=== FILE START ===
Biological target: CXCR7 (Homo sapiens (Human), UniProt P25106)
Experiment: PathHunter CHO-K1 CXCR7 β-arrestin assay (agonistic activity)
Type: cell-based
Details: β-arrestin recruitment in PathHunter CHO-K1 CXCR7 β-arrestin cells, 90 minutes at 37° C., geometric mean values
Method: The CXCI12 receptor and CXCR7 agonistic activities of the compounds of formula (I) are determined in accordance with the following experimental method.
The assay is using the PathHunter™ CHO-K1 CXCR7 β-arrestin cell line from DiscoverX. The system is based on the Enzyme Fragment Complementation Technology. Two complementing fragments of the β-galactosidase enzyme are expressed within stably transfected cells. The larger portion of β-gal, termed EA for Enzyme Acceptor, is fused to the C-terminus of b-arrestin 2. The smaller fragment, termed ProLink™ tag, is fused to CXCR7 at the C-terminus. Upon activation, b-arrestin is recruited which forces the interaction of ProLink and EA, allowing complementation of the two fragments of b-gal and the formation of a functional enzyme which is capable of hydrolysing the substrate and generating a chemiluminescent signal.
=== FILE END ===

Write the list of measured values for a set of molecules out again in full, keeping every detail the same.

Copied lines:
Biological target: CXCR7 (Homo sapiens (Human), UniProt P25106)
Experiment: PathHunter CHO-K1 CXCR7 β-arrestin assay (agonistic activity)
Type: cell-based
Details: β-arrestin recruitment in PathHunter CHO-K1 CXCR7 β-arrestin cells, 90 minutes at 37° C., geometric mean values
Method: The CXCI12 receptor and CXCR7 agonistic activities of the compounds of formula (I) are determined in accordance with the following experimental method.
The assay is using the PathHunter™ CHO-K1 CXCR7 β-arrestin cell line from DiscoverX. The system is based on the Enzyme Fragment Complementation Technology. Two complementing fragments of the β-galactosidase enzyme are expressed within stably transfected cells. The larger portion of β-gal, termed EA for Enzyme Acceptor, is fused to the C-terminus of b-arrestin 2. The smaller fragment, termed ProLink™ tag, is fused to CXCR7 at the C-terminus. Upon activation, b-arrestin is recruited which forces the interaction of ProLink and EA, allowing complementation of the two fragments of b-gal and the formation of a functional enzyme which is capable of hydrolysing the substrate and generating a chemiluminescent signal.